German authorities currently prohibit the sale of nicotine pouches in the country not due to safety concerns as such but because nicotine pouches are classified as food products, with nicotine as an unauthorised food ingredient.
The issue in the German case primarily concerns pouches that contain synthetic or modified nicotine – that is, nicotine that is not derived from tobacco – which makes them subject to the EU’s novel food regime.
But the ruling also ends up covering pouches which use nicotine derived from a tobacco source. And it could be argued that in these cases there is nothing novel about nicotine as a food ingredient.
Nicotine is an alkaloid, a type of metabolite that arises in many plants, with a vast range of applications. While nicotine is primarily found in tobacco, small amounts are also present in genetically similar plants such aubergines (eggplants), tomatoes and potatoes – though at levels magnitudes lower than in tobacco.
Sometimes tobacco leaves themselves can even make it onto the plate, featuring in a dish at the famous restaurant El Celler de Can Roca in Gerona, Spain. And tobacco could arguably be a useful food itself.
Plant protein with nutritional benefits
The tobacco plant can produce high amounts of plant protein. Some of this protein possesses several nutritional benefits, such as superior nutritional efficiency (specifically the ability to increase weight relative to the amount consumed) and positive health benefits such as lowering cholesterol.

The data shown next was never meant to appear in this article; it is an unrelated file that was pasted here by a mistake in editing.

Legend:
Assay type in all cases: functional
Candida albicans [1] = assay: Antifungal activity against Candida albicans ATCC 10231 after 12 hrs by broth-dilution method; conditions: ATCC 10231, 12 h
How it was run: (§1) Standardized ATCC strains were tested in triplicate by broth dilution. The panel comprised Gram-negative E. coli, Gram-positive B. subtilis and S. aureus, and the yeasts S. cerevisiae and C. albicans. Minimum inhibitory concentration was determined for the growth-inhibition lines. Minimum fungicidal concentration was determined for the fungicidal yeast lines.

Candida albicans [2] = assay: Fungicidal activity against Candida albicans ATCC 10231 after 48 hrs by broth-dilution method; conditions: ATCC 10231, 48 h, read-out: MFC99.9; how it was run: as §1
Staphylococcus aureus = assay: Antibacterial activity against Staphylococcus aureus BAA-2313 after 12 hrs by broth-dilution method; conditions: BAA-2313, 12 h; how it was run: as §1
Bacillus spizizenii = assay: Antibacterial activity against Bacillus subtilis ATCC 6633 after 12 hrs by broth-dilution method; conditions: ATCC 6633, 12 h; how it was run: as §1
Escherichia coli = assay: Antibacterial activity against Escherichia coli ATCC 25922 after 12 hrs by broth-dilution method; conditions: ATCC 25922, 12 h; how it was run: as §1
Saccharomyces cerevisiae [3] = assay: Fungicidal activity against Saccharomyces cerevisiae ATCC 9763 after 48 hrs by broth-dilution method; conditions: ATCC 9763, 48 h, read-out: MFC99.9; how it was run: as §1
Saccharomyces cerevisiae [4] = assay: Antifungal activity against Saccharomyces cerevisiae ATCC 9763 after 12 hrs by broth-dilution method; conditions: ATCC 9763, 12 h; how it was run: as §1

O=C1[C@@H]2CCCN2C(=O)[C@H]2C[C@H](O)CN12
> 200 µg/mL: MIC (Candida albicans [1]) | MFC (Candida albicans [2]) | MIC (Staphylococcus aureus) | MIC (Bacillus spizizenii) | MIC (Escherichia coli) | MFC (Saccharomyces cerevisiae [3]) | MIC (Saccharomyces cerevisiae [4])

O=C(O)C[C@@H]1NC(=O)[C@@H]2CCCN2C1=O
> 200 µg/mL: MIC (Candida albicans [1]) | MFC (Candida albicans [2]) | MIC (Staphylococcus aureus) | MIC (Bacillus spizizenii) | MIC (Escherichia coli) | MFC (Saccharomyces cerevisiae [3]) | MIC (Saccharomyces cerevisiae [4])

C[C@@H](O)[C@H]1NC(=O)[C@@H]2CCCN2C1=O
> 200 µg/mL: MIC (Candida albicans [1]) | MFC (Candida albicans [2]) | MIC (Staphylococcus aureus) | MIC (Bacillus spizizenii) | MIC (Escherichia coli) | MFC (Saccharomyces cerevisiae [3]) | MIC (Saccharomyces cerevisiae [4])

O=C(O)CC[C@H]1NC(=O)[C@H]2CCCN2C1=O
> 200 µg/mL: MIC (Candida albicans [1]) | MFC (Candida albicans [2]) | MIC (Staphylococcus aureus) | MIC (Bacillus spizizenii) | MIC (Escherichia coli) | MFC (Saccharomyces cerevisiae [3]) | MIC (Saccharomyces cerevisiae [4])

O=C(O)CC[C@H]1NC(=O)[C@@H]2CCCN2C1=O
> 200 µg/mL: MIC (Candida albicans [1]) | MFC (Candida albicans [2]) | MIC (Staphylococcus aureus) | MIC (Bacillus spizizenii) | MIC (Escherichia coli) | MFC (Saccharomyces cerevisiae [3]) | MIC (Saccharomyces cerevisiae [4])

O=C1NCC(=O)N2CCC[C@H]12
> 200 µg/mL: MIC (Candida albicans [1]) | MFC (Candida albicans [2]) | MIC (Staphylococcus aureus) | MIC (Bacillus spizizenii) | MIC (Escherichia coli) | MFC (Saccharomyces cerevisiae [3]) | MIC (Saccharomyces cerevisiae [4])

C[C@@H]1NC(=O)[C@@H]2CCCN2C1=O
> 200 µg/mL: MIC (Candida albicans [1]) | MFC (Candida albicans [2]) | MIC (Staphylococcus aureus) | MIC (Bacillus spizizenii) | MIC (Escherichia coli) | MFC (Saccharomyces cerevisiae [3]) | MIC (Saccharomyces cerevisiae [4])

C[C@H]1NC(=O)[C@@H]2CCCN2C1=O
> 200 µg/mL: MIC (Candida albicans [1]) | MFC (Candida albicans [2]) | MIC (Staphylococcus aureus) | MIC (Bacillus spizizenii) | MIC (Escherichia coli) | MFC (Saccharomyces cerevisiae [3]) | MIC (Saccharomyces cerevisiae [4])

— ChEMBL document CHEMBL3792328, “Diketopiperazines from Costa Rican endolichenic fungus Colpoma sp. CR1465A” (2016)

An Israeli startup, for example, is currently using tobacco to produce protein cell vectors to “grow” meat in the lab, having selected the plant due to its ability to lower costs.
Projects like this could help with a transition to consuming more plant-based protein and even address malnutrition under the right circumstances – particularly as tobacco is a quick-growing, high-yield crop. Finding alternative uses would also help to alleviate the burden of transitioning the many farmers who are currently wholly reliant on farming the plant for their livelihoods to other crops.
It seems the main hold-up would be health concerns around nicotine. But this is really a question of degree. A lethal level of ingested nicotine is around 500 mg – though many sources wrongly estimate this level to be significantly lower, often prematurely raising overdose concerns.
Consumption of food products – even the tobacco leaf itself under reasonable circumstances – would not come close to this level. Products such as protein-sourced tobacco would more closely resemble tomatoes and other members of the nightshade family, containing only trace amounts and having little to no effect on human health.
Altogether this means nicotine could have a promising future if it can overcome its uncertain regulatory present. Perhaps one day eating tobacco will be as regular an occurrence as smoking it once was.
– Clayton Hale TobaccoIntelligence contributing writer
Photo: Wikimedia Commons